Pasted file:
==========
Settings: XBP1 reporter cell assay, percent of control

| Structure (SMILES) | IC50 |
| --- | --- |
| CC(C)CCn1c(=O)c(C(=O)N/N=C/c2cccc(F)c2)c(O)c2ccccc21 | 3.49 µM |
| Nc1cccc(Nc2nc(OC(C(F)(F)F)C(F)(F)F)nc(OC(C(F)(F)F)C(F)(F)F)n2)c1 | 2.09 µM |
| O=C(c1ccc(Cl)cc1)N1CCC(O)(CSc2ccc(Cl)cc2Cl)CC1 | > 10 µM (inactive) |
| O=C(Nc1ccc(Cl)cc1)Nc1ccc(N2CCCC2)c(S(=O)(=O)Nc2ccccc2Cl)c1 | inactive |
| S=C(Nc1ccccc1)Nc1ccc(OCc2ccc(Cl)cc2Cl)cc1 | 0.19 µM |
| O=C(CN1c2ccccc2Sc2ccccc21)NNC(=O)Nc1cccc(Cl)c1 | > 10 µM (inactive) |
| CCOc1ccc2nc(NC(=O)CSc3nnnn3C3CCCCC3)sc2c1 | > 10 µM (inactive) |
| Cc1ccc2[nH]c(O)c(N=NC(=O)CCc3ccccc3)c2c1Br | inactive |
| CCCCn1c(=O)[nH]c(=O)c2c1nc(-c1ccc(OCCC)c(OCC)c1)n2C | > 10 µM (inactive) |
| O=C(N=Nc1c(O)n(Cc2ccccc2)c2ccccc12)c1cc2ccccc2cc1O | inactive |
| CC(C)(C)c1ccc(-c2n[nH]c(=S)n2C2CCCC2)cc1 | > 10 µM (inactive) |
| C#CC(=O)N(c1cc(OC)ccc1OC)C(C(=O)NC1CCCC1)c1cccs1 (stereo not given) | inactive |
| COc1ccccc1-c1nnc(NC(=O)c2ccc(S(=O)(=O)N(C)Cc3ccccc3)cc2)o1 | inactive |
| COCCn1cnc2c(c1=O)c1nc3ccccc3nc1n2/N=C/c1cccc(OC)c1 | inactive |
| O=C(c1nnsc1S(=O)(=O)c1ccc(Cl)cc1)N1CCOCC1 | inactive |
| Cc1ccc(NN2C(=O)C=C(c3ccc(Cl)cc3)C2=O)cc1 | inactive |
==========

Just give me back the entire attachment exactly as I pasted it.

Settings: XBP1 reporter cell assay, percent of control

| Structure (SMILES) | IC50 |
| --- | --- |
| CC(C)CCn1c(=O)c(C(=O)N/N=C/c2cccc(F)c2)c(O)c2ccccc21 | 3.49 µM |
| Nc1cccc(Nc2nc(OC(C(F)(F)F)C(F)(F)F)nc(OC(C(F)(F)F)C(F)(F)F)n2)c1 | 2.09 µM |
| O=C(c1ccc(Cl)cc1)N1CCC(O)(CSc2ccc(Cl)cc2Cl)CC1 | > 10 µM (inactive) |
| O=C(Nc1ccc(Cl)cc1)Nc1ccc(N2CCCC2)c(S(=O)(=O)Nc2ccccc2Cl)c1 | inactive |
| S=C(Nc1ccccc1)Nc1ccc(OCc2ccc(Cl)cc2Cl)cc1 | 0.19 µM |
| O=C(CN1c2ccccc2Sc2ccccc21)NNC(=O)Nc1cccc(Cl)c1 | > 10 µM (inactive) |
| CCOc1ccc2nc(NC(=O)CSc3nnnn3C3CCCCC3)sc2c1 | > 10 µM (inactive) |
| Cc1ccc2[nH]c(O)c(N=NC(=O)CCc3ccccc3)c2c1Br | inactive |
| CCCCn1c(=O)[nH]c(=O)c2c1nc(-c1ccc(OCCC)c(OCC)c1)n2C | > 10 µM (inactive) |
| O=C(N=Nc1c(O)n(Cc2ccccc2)c2ccccc12)c1cc2ccccc2cc1O | inactive |
| CC(C)(C)c1ccc(-c2n[nH]c(=S)n2C2CCCC2)cc1 | > 10 µM (inactive) |
| C#CC(=O)N(c1cc(OC)ccc1OC)C(C(=O)NC1CCCC1)c1cccs1 (stereo not given) | inactive |
| COc1ccccc1-c1nnc(NC(=O)c2ccc(S(=O)(=O)N(C)Cc3ccccc3)cc2)o1 | inactive |
| COCCn1cnc2c(c1=O)c1nc3ccccc3nc1n2/N=C/c1cccc(OC)c1 | inactive |
| O=C(c1nnsc1S(=O)(=O)c1ccc(Cl)cc1)N1CCOCC1 | inactive |
| Cc1ccc(NN2C(=O)C=C(c3ccc(Cl)cc3)C2=O)cc1 | inactive |